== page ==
ECB Decision: “Lower for Longer” or “Higher for Shorter”?

EU flags in front of European Commission in Brussels

The EUR is expected to be better bid on any signal that the European Central Bank (ECB) is likely to cut asset purchases ‘further and faster’ than the market expects.

Nevertheless, the chance of a “hawkish” surprise are low given the market now fully expects the ECB to announce plans to reduce bond purchases at today’s meeting.

The speed of the reduction should depend on the development of economic growth, the inflation rate and inflation expectations. The current €60B per month program ends in December, but most expect a reduction of purchases to last at least six months and perhaps longer.

With forward guidance ruling out any rate hike any time soon, the focus is going to be on the extent to which QE asset purchases will be tapered and the deadline.

There are a number of possible outcomes.

1. A sizeable reduction in asset purchases from the current €60B p.m. to perhaps €20B p.m. over an extended period of time.

2. Or a smaller reduction to perhaps €40B p.m. over a shortened period.

Either option would increase QE, however, the ECB would probably view option one, slower taper, the preferred choice as preferable because of sluggish inflation.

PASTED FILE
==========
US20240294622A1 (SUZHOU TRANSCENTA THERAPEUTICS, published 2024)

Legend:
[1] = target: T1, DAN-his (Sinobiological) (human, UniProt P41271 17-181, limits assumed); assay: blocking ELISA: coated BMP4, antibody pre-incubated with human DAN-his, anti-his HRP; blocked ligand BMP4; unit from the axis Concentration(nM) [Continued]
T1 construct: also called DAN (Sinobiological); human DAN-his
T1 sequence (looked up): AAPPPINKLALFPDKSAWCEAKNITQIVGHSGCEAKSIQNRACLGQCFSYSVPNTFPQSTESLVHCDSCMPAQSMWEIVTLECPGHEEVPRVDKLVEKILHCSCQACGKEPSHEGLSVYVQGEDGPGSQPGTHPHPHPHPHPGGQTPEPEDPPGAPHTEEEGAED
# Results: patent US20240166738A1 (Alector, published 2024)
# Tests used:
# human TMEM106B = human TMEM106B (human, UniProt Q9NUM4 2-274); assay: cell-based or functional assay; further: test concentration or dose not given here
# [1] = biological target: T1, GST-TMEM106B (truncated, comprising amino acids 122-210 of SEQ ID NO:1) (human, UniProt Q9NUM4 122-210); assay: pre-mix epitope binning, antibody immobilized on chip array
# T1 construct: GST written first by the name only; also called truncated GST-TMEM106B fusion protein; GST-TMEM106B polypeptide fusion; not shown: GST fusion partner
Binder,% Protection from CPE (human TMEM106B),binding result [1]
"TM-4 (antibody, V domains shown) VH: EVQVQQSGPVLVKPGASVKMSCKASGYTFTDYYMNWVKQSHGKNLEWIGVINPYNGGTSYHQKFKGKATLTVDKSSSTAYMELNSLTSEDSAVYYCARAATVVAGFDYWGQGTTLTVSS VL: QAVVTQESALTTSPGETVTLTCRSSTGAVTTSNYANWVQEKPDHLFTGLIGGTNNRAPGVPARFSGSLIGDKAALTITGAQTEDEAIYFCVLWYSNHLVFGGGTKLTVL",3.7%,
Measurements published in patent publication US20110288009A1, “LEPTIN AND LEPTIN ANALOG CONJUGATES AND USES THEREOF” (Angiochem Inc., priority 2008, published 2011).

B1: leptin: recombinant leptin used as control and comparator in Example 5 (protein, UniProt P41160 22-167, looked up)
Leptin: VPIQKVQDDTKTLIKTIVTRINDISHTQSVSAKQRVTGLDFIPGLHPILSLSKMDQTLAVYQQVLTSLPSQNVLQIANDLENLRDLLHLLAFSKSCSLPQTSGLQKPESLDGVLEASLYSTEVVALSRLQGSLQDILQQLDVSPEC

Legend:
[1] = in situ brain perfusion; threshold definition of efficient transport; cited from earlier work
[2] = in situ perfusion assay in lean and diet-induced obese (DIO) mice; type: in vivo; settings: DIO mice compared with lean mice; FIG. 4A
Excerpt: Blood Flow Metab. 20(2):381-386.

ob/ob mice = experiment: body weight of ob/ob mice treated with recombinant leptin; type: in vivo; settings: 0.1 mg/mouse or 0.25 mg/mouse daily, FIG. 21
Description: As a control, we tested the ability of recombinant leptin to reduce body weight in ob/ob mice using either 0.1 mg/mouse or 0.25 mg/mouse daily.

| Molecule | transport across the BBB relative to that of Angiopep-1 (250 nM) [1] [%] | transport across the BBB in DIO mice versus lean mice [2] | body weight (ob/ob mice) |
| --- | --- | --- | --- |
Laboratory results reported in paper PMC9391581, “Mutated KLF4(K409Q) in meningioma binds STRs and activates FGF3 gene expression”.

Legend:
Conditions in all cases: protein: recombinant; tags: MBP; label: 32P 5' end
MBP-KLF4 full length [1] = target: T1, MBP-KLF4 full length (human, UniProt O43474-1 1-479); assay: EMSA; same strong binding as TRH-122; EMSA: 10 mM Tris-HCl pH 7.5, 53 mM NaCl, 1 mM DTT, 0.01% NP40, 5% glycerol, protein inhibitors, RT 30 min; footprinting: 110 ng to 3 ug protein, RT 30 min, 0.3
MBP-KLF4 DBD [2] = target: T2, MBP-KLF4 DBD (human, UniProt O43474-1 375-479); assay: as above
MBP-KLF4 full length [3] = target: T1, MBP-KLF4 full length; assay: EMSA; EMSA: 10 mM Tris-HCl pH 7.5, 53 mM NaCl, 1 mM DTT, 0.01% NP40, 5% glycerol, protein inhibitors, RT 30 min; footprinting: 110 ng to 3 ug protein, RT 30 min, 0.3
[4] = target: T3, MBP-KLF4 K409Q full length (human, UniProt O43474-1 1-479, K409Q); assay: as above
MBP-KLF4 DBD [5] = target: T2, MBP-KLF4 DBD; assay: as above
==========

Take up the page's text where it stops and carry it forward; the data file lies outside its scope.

1. Dollar takes a back seat ahead of ECB

The EUR (€1.1807) has backed off from its six-day high (€1.1838) set earlier this morning, as investors await the ECB announcement at 07:45 EDT, followed by ECB President Draghi’s press conference at 08:30 EDT. The ECB is expected to deliver their plans to scale back monetary easing. The impact on the ‘single’ unit is expected to be limited, unless the ECB hints at the expected timing of interest rates rising, which is not expected. On the other hand, surprisingly cautious comments by Draghi could see the EUR retrace most of yesterday’s gains.

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The CAD (C$1.2800) has fallen to a ten-week low outright after the Bank of Canada took a “cautious” approach on future rate decisions, despite keeping the +1% rate on hold. Governor Poloz yesterday said that the loonie’s strength has delayed the prospect of CPI rising to +2% until H2 of 2018. The BoC expects growth to average around +3.5% between 2017 and 2019, but added “this outlook remains subject to substantial uncertainty about geopolitical developments and fiscal and trade policies.”